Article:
Lafayette is one of many communities to realize that a "build it and they will come" attitude is not sufficient to maximize the benefits of public investments in this infrastructure. Communities need to help drive usage or risk losing important benefits that can arise from a new, next-generation network.

We want your feedback and suggestions for the show - please e-mail us or leave a comment below. Also, feel free to suggest other guests, topics, or questions you want us to address.

This show is 30 minutes long and can be played below on this page or subscribe via iTunes or via the tool of your choice using this feed. Search for us in iTunes and leave a positive comment!

Listen to previous episodes here. You can download the Mp3 file directly from here.

Read the transcript of this episode here.

Find more episodes in our podcast index.

Thanks to Fit and the Conniptions for the music, licensed using Creative Commons.

Posted September 26, 2012 by christopher

Our fourteenth episode of Community Broadband Bits is an interview with Bob Frankston, who has made many important contributions to the development of both computers an telecommunications. His bio is here, but this is his present passion:

My current interest is moving beyond the 19th century concept of telecom to community owned infrastructure. This would add hundreds of billions of dollars to the US and much more value by creating opportunity for what we can't imagine.

Our interview discusses how the Internet is much more than something you connect to via a cable or telephone company. Fundamentally, we should be building networks that allow ubiquitous access to communications, not designing networks around billing relationships. Confused about what that means? Listen to our interview below and read some of his writings.

He also talks about community broadband in an interview we previously noted. You can find our other stories that involve him here.

We want your feedback and suggestions for the show - please e-mail us or leave a comment below. Also, feel free to suggest other guests, topics, or questions you want us to address.

This show is 30 minutes long and can be played below on this page or subscribe via iTunes or via the tool of your choice using this feed. Search for us in iTunes and leave a positive comment!

Listen to previous episodes here. You can download the Mp3 file directly from here.

Read the transcript of this episode here.

Find more episodes in our podcast index.

Thanks to Fit and the... Read more

Posted September 18, 2012 by christopher

Curtis Dean, the Telecommunications Services Coordinator for the Iowa Association of Municipal Utilities, joins us for our 13th Community Broadband Bits podcast. Curtis explains why Iowa has so many municipal utilities and why 28 of them offer some form of telecommunications service.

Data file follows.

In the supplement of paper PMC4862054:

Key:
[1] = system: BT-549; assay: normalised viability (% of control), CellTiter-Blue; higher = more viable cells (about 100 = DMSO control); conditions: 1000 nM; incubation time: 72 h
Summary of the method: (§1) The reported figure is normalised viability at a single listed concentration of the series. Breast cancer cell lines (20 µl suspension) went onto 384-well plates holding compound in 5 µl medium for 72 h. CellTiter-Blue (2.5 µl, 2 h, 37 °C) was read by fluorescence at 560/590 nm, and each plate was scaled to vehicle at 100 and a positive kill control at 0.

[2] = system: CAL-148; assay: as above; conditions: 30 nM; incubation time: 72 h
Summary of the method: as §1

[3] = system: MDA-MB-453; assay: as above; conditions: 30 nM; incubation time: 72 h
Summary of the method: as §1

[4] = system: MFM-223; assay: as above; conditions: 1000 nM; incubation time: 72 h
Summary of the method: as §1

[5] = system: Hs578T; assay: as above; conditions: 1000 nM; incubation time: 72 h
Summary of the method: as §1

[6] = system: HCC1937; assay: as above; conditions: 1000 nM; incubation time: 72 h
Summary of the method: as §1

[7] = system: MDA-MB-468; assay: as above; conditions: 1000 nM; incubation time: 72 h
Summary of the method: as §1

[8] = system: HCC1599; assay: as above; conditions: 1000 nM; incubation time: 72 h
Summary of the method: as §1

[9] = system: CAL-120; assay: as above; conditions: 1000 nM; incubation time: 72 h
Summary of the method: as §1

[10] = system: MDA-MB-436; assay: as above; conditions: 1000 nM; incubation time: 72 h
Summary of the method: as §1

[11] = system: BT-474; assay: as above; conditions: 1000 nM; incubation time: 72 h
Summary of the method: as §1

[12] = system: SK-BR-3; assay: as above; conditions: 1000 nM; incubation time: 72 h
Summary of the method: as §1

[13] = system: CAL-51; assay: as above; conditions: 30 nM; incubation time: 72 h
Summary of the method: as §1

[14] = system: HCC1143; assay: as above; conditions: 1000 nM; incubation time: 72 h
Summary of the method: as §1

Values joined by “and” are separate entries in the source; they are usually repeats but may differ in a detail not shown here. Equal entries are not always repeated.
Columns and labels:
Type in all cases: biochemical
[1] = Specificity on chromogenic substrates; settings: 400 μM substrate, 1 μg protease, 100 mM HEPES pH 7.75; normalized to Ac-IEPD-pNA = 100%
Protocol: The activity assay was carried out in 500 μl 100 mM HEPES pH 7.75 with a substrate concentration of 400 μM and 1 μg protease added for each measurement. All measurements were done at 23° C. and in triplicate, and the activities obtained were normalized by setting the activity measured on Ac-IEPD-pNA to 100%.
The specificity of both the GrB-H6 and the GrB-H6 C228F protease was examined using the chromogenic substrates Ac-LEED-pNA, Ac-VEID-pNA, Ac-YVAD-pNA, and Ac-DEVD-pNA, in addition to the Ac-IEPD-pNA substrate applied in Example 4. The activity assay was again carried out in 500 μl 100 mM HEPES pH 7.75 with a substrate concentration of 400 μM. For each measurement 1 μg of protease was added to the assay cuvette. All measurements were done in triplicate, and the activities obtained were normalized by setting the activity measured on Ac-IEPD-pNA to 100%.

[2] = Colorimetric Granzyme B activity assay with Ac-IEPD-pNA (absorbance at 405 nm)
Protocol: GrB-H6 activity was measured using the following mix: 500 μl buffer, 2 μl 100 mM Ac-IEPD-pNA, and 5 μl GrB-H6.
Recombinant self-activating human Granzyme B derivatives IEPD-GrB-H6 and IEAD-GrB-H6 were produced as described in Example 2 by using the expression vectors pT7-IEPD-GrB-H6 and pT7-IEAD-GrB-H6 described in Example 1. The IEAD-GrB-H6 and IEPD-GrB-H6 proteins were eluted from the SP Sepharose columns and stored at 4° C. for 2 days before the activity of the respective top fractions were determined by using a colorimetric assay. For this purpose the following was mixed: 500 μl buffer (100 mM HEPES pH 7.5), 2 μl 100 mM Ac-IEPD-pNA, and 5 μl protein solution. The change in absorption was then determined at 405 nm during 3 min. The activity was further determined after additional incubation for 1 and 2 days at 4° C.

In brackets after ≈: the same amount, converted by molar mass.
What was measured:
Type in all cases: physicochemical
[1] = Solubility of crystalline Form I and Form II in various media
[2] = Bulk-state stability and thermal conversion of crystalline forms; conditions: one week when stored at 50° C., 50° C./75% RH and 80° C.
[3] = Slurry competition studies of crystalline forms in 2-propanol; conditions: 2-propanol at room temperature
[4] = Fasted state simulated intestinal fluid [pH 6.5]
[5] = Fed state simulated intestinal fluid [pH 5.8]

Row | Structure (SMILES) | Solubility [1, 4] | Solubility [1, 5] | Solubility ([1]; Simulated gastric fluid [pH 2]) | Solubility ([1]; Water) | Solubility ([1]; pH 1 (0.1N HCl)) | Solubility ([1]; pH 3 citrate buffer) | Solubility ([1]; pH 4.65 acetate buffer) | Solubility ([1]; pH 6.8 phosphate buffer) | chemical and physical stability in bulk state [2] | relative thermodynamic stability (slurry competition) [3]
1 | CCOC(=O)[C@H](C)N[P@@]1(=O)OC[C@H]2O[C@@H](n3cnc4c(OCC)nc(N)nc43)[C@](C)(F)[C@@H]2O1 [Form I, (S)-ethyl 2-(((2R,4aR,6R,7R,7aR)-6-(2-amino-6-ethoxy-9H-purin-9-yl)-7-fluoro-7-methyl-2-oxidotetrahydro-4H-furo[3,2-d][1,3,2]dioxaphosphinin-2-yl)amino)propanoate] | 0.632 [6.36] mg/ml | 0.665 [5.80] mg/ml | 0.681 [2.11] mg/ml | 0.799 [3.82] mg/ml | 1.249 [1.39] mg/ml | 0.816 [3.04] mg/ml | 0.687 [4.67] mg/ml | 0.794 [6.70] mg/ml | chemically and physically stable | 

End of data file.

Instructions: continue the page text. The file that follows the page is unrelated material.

We talk about why making sure everyone in rural areas has access to affordable, reliable, and fast broadband is good for everyone in the entire country. And Curtis shares his experiences with the publicly owned FTTH network in Spencer.

We want your feedback and suggestions for the show - please e-mail us or leave a comment below. Also, feel free to suggest other guests, topics, or questions you want us to address.

This show is 30 minutes long and can be played below on this page or subscribe via iTunes or via the tool of your choice using this feed. Search for us in iTunes and leave a positive comment!

Listen to previous episodes here. You can download the Mp3 file directly from here.

Read the transcript of this episode here.

Find more episodes in our podcast index.

Thanks to Fit and the Conniptions for the music, licensed using Creative Commons.

Posted September 11, 2012 by christopher

The 12th episode of the Community Broadband Bits podcast features an interview with Todd Murren of SpringNet, in Springfield Missouri. SpringNet delivers blazing broadband over Ethernet to businesses in the community. We talk about Missouri's strong restrictions on local authority around broadband and the history of SpringNet.

We also discuss how SpringNet has led to hundreds of new jobs in the community from one single employer, to say nothing of the many others.

We want your feedback and suggestions for the show - please e-mail us or leave a comment below. Also, feel free to suggest other guests, topics, or questions you want us to address.

This show is 30 minutes long and can be played below on this page or subscribe via iTunes or via the tool of your choice using this feed. Search for us in iTunes and leave a positive comment!

Listen to previous episodes here. You can download the Mp3 file directly from here.

Read the transcript of this episode here.

Find more episodes in our podcast index.

Thanks to Fit and the Conniptions for the music, licensed using Creative Commons.